Tui: Share price crashes 9.4 per cent over travel giant’s plan to raise £1.6bn for Covid loan repayment
Shares in Tui today plummeted by more than 9.4 per cent after the travel company announced plans to raise €1.8bn (£1.6bn) to repay loans given to it by the German government during Covid-19.
Tui, the world’s largest travel company, today set out plans to sell 328,910,448 new shares, at a 29.85 per cent discount of €5.55 each, in its bid to raise €1.8bn to pay off the German state aid.
The FTSE 250 company received more than €4bn in loans from the German government to help it survive the devastating effects of lockdown restrictions on the global travel industry.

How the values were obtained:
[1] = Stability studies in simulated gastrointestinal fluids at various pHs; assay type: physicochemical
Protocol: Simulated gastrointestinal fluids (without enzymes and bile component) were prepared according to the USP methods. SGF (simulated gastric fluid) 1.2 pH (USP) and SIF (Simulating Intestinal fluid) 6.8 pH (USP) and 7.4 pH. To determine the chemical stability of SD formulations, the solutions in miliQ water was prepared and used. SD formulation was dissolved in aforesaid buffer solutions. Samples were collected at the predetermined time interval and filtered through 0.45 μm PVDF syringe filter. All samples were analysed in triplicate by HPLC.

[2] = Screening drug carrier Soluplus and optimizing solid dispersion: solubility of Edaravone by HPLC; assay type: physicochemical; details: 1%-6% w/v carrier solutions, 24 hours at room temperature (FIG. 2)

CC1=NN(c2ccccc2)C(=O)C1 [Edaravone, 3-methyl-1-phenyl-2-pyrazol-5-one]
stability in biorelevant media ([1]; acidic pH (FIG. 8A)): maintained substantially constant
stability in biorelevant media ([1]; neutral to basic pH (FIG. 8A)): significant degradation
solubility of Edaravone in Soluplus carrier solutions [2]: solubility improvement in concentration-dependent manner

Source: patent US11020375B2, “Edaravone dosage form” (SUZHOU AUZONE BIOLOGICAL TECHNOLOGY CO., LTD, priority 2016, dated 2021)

Tui today said its bid to pay off the state loans would allow for a “considerable improvement” in its credit metrics which would in turn reduce the travel firm’s ongoing interest costs.
The Hanover firm’s repayments will see it reduce its debts by €1bn, with Tui having previously owed €3.4bn as of 30 September 2022.
Tui said it would repay in a full a €750m loan given to it through the German government’s economic stabilization fund, WSF, that was created to bail out the country’s economy during the pandemic.
The travel company said it would also repay loans given to it by Germany’s state-owned KfW development bank.
In paying off the loans, Tui is set to cut its net interest payments by €80-€90m over a 12 month period.
At the time of reporting, shares in Tui are down 6.54 per cent having recovered slightly during this morning’s session.